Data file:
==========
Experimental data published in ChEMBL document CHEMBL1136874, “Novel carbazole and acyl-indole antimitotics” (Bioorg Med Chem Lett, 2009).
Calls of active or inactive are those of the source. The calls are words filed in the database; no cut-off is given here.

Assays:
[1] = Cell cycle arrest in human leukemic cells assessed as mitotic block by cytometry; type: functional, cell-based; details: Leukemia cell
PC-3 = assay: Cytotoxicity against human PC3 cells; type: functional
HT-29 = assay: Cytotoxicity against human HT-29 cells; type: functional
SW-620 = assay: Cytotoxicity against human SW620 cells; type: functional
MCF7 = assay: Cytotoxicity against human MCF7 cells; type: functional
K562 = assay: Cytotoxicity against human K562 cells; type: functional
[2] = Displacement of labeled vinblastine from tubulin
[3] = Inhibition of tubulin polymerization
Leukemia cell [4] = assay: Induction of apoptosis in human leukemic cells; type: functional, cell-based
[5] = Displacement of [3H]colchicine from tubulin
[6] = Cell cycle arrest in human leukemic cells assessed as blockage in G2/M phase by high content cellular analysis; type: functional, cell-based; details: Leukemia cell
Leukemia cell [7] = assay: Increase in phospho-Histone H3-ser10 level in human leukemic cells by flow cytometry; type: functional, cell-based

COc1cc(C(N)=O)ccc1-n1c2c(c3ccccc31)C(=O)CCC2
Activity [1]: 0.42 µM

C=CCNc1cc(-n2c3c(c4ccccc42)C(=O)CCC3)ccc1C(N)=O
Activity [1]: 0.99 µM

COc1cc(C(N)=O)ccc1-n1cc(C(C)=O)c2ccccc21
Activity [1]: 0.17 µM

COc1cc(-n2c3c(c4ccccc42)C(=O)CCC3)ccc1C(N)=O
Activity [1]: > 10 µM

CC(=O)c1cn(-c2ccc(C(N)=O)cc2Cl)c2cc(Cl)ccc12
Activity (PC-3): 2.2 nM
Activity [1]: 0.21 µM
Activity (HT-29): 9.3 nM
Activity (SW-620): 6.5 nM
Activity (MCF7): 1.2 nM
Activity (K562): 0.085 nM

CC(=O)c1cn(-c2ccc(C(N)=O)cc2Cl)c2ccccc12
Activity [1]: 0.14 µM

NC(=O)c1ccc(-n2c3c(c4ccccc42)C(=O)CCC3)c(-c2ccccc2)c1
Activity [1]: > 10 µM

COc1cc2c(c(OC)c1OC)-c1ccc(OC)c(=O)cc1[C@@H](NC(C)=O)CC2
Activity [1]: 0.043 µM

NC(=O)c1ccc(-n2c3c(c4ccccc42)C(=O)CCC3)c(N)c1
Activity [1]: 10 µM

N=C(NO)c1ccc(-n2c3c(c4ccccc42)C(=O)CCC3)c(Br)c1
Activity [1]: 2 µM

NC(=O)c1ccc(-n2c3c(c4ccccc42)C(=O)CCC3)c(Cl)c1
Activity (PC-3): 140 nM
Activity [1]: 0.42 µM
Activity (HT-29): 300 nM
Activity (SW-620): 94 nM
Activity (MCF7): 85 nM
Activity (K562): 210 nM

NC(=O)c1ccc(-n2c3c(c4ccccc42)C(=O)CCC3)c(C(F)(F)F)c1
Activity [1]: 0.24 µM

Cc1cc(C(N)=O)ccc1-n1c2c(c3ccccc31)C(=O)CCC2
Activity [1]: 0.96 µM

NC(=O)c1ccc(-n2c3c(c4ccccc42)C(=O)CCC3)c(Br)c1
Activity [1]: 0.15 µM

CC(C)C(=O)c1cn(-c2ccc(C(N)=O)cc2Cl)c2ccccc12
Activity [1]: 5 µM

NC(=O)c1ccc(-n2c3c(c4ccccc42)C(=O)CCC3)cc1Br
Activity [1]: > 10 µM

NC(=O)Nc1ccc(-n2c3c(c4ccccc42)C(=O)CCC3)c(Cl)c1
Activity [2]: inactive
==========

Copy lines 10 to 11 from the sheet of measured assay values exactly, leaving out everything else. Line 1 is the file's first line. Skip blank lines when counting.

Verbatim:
[2] = Displacement of labeled vinblastine from tubulin
[3] = Inhibition of tubulin polymerization